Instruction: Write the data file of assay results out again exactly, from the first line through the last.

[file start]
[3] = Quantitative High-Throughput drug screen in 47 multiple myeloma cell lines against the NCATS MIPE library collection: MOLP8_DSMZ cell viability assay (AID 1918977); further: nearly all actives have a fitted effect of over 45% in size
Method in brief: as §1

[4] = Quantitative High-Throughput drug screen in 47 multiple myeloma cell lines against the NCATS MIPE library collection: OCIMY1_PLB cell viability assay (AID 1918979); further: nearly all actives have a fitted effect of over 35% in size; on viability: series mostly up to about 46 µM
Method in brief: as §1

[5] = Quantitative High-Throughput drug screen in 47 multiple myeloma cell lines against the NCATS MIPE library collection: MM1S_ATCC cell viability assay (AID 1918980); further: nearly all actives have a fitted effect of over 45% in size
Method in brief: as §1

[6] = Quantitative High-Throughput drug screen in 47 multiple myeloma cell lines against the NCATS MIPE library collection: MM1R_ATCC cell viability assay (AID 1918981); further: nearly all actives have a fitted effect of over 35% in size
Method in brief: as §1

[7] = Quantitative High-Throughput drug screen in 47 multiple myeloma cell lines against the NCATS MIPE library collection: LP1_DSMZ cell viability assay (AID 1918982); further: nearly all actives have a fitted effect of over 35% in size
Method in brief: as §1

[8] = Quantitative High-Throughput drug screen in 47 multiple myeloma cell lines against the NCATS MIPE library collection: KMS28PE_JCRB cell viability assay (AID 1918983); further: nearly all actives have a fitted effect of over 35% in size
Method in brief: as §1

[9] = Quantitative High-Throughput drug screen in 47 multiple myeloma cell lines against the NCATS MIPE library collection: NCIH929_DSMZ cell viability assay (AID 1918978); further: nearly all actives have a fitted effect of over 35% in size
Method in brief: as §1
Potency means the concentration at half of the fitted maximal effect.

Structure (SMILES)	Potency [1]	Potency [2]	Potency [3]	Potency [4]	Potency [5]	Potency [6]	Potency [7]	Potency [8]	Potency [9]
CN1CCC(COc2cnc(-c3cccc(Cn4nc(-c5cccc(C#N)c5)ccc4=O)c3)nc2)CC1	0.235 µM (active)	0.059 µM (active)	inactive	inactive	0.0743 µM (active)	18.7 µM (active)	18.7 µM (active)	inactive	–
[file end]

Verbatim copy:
[3] = Quantitative High-Throughput drug screen in 47 multiple myeloma cell lines against the NCATS MIPE library collection: MOLP8_DSMZ cell viability assay (AID 1918977); further: nearly all actives have a fitted effect of over 45% in size
Method in brief: as §1

[4] = Quantitative High-Throughput drug screen in 47 multiple myeloma cell lines against the NCATS MIPE library collection: OCIMY1_PLB cell viability assay (AID 1918979); further: nearly all actives have a fitted effect of over 35% in size; on viability: series mostly up to about 46 µM
Method in brief: as §1

[5] = Quantitative High-Throughput drug screen in 47 multiple myeloma cell lines against the NCATS MIPE library collection: MM1S_ATCC cell viability assay (AID 1918980); further: nearly all actives have a fitted effect of over 45% in size
Method in brief: as §1

[6] = Quantitative High-Throughput drug screen in 47 multiple myeloma cell lines against the NCATS MIPE library collection: MM1R_ATCC cell viability assay (AID 1918981); further: nearly all actives have a fitted effect of over 35% in size
Method in brief: as §1

[7] = Quantitative High-Throughput drug screen in 47 multiple myeloma cell lines against the NCATS MIPE library collection: LP1_DSMZ cell viability assay (AID 1918982); further: nearly all actives have a fitted effect of over 35% in size
Method in brief: as §1

[8] = Quantitative High-Throughput drug screen in 47 multiple myeloma cell lines against the NCATS MIPE library collection: KMS28PE_JCRB cell viability assay (AID 1918983); further: nearly all actives have a fitted effect of over 35% in size
Method in brief: as §1

[9] = Quantitative High-Throughput drug screen in 47 multiple myeloma cell lines against the NCATS MIPE library collection: NCIH929_DSMZ cell viability assay (AID 1918978); further: nearly all actives have a fitted effect of over 35% in size
Method in brief: as §1
Potency means the concentration at half of the fitted maximal effect.

Structure (SMILES)	Potency [1]	Potency [2]	Potency [3]	Potency [4]	Potency [5]	Potency [6]	Potency [7]	Potency [8]	Potency [9]
CN1CCC(COc2cnc(-c3cccc(Cn4nc(-c5cccc(C#N)c5)ccc4=O)c3)nc2)CC1	0.235 µM (active)	0.059 µM (active)	inactive	inactive	0.0743 µM (active)	18.7 µM (active)	18.7 µM (active)	inactive	–